How I did It #2 - “Assigning Multiple Public IPs to an Azure-hosted BIG-IP”
As I mentioned in the previous post, this series, (“How I Did It”), we’ll take a customer request/challenge and implement a solution. So, here’s the request: “Can I deploy multiple applications behind the same F5 BIG-IP, (or BIG-IP cluster) in Azure?”
For the seasoned BIG-IP administrator this may seem trivial. Historically, enterprise customers would use an F5 BIG-IP, (or pair of BIG-IPs) in the datacenter to publish several, if not all, of their Internet facing applications. After all, a BIG-IP can certainly support multiple applications and well, …let’s just agree, the BIG-IP is not the cheapest tool in the shed. Yep; took a little liberty with the metaphor. However, there are some significant limitations within the Azure environment that makes a multi-app deployment somewhat challenging.
Ok, maybe a little more than “somewhat”.
Currently, you are limited to one public-facing IP, (VIP) per VM deployment. What this means from an F5 BIG-IP perspective is you are limited to one public-facing virtual server, (per port) which greatly limits your deployment options. For example, I want to deploy two separate Azure-hosted web applications behind a single BIG-IP VE. What can I do?
Well, I can publish both applications using the same public IP and unique ports, (see Figure A). This is undesirable from and end-user perspective as it would require the user to specify the destination port number, (ex: https://app2.f5demo.net:444).
Another alternative is to use one virtual server for both applications, (see Figure B). This would require and iRule to redirect incoming connections to the correct backend application pool based on the host header, (i.e. app1.f5demo.net & app2.f5demo.net). A challenge with this approach, (aside from not scaling well) will come into play with SSL encrypted virtuals, (HTTPS). Since you are limited to one client SSL profile per virtual server you will likely need to purchase either a SAN or wildcard certificate to accommodate multiple host names.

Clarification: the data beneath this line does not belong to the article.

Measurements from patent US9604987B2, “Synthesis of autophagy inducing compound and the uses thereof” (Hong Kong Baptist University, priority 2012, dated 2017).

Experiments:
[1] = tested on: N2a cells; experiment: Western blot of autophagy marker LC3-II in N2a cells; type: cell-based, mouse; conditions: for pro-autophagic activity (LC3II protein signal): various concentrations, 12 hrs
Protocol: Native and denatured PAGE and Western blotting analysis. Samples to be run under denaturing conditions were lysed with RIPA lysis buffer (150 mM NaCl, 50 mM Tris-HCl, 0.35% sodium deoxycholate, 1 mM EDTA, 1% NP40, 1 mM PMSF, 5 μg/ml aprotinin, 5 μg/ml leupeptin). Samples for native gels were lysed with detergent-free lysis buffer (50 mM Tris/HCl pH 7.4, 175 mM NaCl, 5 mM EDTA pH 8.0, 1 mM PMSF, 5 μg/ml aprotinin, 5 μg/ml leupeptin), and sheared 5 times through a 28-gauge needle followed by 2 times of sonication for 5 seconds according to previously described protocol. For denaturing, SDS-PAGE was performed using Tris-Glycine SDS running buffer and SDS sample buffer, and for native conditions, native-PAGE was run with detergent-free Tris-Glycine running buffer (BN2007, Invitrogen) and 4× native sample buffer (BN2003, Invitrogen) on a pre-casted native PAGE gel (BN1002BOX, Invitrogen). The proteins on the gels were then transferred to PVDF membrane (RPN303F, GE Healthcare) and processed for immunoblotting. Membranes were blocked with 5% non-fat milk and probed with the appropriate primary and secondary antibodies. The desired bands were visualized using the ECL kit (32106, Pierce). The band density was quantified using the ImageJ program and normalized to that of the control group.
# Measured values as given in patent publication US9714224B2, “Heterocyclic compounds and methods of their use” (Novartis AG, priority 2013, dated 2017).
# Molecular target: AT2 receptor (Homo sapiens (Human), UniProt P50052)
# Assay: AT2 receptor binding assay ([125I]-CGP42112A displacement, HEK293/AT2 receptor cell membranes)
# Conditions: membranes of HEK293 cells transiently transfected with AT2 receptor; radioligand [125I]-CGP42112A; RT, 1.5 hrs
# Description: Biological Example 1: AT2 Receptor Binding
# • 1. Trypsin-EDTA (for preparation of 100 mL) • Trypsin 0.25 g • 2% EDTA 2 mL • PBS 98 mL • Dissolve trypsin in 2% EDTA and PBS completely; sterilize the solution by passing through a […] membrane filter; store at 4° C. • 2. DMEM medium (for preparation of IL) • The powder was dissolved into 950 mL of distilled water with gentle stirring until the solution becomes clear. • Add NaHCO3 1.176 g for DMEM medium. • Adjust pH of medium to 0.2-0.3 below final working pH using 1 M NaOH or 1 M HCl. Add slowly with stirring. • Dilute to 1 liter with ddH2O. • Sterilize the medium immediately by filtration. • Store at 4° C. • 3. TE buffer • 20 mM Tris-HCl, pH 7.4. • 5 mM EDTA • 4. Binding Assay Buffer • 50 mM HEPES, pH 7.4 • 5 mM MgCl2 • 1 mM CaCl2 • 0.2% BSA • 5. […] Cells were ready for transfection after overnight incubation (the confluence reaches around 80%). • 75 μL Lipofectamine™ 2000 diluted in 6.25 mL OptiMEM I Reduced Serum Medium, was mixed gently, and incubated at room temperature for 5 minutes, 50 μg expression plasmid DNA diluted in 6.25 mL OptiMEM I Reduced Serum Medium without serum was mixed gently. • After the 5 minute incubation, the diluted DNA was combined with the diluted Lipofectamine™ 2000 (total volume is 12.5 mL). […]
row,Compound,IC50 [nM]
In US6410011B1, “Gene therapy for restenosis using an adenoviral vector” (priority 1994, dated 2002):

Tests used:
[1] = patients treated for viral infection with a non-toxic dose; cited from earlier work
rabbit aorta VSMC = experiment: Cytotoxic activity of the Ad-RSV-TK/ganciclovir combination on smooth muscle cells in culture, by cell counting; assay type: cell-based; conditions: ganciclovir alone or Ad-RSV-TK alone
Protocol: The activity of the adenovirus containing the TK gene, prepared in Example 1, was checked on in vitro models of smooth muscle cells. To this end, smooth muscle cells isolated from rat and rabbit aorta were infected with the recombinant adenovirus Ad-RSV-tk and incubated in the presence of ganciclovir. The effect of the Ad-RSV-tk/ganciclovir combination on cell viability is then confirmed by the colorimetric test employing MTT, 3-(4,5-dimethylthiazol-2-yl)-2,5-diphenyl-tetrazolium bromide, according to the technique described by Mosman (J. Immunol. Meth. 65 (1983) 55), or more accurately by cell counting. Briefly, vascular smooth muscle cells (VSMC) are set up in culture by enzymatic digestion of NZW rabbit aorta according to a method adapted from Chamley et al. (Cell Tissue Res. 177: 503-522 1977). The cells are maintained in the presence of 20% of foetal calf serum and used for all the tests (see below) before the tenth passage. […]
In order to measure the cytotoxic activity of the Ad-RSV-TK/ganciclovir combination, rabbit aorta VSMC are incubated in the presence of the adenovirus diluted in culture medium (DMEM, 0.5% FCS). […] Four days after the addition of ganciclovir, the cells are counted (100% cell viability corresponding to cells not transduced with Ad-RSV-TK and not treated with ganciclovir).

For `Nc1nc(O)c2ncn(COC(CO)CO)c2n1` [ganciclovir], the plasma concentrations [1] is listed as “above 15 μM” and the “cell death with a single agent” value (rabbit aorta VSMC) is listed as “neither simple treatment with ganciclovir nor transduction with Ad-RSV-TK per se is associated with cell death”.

So with that said, let’s take a look at how I did it.
Consolidating While Scaling Out
Since its not currently possible to attach more than one public IP to a virtual machine instance, I’ll make use of an Azure Load Balancer, (ALB) resource.
An ALB resource can have up to five frontend IP configurations* , each with its own public IP. All public IPs associated will be load balanced to the same backend pool of private IP address(es) on a specific port, (see example at right).
* It is possible to increase this number on a per request basis.
Of course, seeing as how I’m using a load balancing resource, might as well have it load balance across a pair of BIG-IPs. Add in an Availability Set, and I have now scaled out my application with an active/active pair of BIG-IPs and provided an additional layer of HA to my application deployments.
Side Note: Check out the next post in this series where we tackle configuration synchronization and failover.
Unfortunately, there is no GUI method to initially configure and associate multiple public IPs on an ALB resource. Rather than go through all the configuration steps and options, here’s a link to additional official guidance on configuring multiple IP addresses on an ALB resource.
Alas dear readers, fear not though for I’m here to help. The link below will trigger an ARM template deployment of an application infrastructure similar to Figure C at right. While this may not fit your specific needs, it’s a good place to start.
The ARM template will help you deploy a multiple application infrastructure including:
- Virtual Network with 2 subnets, (external & internal);
- Storage account;
- 1-2 BIG-IP instances, (BEST edition) and associated availability set; and
- Azure Load Balancer, (ALB) resource with:
- 1-5 Public IPs and associated ALB frontend IP configurations;
- Inbound NAT rules for connecting to individual BIG-IPs via HTTPS and SSH;
- Load Balancing rules, (two per ALB frontend) providing external access and port translation for both HTTP and HTTPS; and
- Health monitor probes, (2-per public IP deployed).
Note: You may need to accept the license agreement by deploying a BIG-IP out of the marketplace prior to running this template the first time.
Once the BIG-IPs are deployed and initially setup; its simply a matter of deploying applications. A virtual server will be created for each application listening on the same IP address and unique port, (refer to Figure C). In my example, I have created four virtual servers, (see below).